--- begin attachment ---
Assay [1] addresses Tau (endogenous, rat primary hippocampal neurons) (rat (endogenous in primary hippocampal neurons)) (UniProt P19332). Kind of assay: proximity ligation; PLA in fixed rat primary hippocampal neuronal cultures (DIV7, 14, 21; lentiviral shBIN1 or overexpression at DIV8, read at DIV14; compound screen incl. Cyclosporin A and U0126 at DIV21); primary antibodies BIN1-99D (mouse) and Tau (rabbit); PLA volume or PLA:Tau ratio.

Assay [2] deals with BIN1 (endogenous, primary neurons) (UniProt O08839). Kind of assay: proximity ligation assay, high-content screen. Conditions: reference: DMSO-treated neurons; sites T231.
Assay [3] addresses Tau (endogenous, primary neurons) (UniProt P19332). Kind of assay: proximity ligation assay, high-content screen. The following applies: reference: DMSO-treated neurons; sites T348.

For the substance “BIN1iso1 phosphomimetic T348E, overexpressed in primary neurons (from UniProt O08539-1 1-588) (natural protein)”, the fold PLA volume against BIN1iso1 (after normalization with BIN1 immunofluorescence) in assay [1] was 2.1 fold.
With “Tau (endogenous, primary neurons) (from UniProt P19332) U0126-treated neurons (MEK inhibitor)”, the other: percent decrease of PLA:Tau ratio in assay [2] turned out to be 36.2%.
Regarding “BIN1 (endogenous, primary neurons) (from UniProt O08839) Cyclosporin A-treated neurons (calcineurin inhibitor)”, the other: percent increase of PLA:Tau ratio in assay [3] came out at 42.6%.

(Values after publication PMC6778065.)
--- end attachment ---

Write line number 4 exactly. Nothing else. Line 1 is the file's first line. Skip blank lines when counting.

For the substance “BIN1iso1 phosphomimetic T348E, overexpressed in primary neurons (from UniProt O08539-1 1-588) (natural protein)”, the fold PLA volume against BIN1iso1 (after normalization with BIN1 immunofluorescence) in assay [1] was 2.1 fold.